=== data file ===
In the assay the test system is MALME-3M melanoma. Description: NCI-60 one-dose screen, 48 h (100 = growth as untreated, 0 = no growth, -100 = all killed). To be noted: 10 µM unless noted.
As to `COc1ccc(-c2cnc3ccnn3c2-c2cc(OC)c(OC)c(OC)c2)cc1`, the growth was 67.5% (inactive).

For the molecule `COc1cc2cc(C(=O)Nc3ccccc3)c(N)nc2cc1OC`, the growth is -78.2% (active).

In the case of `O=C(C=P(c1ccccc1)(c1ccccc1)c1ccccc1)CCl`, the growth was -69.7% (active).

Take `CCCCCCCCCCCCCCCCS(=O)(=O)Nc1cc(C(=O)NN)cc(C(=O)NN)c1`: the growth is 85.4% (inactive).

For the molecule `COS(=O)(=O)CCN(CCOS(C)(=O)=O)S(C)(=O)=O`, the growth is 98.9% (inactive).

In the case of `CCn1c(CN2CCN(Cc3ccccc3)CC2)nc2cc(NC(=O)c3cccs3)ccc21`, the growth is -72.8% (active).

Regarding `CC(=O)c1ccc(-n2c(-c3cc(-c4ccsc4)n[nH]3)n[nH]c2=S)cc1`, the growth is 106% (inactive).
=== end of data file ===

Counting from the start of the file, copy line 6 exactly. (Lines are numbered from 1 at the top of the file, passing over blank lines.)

For the molecule `COS(=O)(=O)CCN(CCOS(C)(=O)=O)S(C)(=O)=O`, the growth is 98.9% (inactive).